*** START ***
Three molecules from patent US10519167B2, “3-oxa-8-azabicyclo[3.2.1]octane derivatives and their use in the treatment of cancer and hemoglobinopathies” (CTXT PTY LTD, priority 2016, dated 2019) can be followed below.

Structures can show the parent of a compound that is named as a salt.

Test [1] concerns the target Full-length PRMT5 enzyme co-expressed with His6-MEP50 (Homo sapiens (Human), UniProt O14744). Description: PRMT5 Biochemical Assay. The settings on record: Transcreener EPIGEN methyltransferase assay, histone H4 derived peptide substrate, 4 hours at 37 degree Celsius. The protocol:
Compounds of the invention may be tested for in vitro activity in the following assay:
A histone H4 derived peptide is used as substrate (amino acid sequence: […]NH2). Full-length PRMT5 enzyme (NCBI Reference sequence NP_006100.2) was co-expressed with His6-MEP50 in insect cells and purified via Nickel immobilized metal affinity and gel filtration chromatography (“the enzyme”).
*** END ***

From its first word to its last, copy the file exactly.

Three molecules from patent US10519167B2, “3-oxa-8-azabicyclo[3.2.1]octane derivatives and their use in the treatment of cancer and hemoglobinopathies” (CTXT PTY LTD, priority 2016, dated 2019) can be followed below.

Structures can show the parent of a compound that is named as a salt.

Test [1] concerns the target Full-length PRMT5 enzyme co-expressed with His6-MEP50 (Homo sapiens (Human), UniProt O14744). Description: PRMT5 Biochemical Assay. The settings on record: Transcreener EPIGEN methyltransferase assay, histone H4 derived peptide substrate, 4 hours at 37 degree Celsius. The protocol:
Compounds of the invention may be tested for in vitro activity in the following assay:
A histone H4 derived peptide is used as substrate (amino acid sequence: […]NH2). Full-length PRMT5 enzyme (NCBI Reference sequence NP_006100.2) was co-expressed with His6-MEP50 in insect cells and purified via Nickel immobilized metal affinity and gel filtration chromatography (“the enzyme”).